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Contents > Author > Fable Aesop > The Philosopher, the Ants, and Mercury 620 BC- 560 BC
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Fable Aesop
The Philosopher, the Ants, and Mercury
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A Philosopher witnessed from the shore the shipwreck of a vessel,
of which the crew and passengers were all drowned. He inveighed
against the injustice of Providence, which would for the sake of one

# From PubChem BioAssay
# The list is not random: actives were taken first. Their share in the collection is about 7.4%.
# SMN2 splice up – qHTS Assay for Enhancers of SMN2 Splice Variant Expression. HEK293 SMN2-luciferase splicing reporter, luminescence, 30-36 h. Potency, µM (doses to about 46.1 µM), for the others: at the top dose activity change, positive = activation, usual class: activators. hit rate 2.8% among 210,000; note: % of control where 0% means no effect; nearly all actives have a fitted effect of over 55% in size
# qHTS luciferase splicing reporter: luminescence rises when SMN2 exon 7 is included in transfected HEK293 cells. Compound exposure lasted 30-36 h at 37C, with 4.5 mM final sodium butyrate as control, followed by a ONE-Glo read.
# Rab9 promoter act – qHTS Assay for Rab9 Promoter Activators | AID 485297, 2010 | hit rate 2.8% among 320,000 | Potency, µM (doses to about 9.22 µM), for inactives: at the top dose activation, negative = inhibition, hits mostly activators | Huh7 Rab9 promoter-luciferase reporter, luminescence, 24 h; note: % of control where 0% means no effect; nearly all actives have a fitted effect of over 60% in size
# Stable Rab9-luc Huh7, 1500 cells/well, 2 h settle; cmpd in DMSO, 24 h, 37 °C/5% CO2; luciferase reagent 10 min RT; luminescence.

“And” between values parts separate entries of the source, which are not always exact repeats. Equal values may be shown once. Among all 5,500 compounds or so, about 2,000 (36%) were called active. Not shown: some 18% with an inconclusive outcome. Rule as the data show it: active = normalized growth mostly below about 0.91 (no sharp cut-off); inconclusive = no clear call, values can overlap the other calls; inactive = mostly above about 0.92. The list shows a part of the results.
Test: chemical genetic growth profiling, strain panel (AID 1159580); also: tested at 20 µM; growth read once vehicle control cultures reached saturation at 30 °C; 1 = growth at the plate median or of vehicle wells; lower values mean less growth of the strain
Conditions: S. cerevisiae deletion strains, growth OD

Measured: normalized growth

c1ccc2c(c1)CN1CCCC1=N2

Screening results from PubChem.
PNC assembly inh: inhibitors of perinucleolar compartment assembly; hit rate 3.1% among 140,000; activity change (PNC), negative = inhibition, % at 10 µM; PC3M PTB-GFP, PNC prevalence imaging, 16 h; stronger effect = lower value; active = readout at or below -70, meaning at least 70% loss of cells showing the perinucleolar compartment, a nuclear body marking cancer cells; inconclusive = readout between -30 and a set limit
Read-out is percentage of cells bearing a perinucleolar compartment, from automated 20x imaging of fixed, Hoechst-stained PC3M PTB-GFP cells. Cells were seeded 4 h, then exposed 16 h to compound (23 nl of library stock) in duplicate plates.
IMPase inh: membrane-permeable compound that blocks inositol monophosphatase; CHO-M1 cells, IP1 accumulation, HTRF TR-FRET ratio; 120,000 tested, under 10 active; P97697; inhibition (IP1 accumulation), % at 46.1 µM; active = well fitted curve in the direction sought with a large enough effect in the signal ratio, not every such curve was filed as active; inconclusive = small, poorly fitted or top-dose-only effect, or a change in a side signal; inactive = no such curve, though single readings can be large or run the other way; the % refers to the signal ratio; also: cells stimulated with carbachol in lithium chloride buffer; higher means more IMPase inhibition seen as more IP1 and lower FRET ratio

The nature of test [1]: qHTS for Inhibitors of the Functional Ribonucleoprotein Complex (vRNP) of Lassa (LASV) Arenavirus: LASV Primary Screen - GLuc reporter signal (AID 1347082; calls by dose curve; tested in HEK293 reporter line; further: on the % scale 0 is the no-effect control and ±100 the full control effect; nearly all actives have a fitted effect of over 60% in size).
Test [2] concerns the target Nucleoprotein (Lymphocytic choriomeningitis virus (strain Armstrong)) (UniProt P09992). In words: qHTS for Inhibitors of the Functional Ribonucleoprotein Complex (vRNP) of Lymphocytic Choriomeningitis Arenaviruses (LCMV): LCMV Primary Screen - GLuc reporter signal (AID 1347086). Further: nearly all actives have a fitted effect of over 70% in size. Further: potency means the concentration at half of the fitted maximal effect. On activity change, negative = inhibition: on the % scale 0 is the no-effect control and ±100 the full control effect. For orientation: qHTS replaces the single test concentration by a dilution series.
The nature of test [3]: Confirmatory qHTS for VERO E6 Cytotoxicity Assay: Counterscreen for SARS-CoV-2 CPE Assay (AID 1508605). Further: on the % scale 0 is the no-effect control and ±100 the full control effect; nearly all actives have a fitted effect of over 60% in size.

criminal perchance sailing in the ship allow so many innocent persons
to perish. As he was indulging in these reflections, he found himself
surrounded by a whole army of Ants, near whose nest he was standing.
One of them climbed up and stung him, and he immediately trampled
them all to death with his foot. Mercury presented himself, and striking
the Philosopher with his wand, said, "And are you indeed to make
yourself a judge of the dealings of Providence, who hast thyself in a
similar manner treated these poor Ants?"

(Translated by George Fyler Townsend, 1814-1900)

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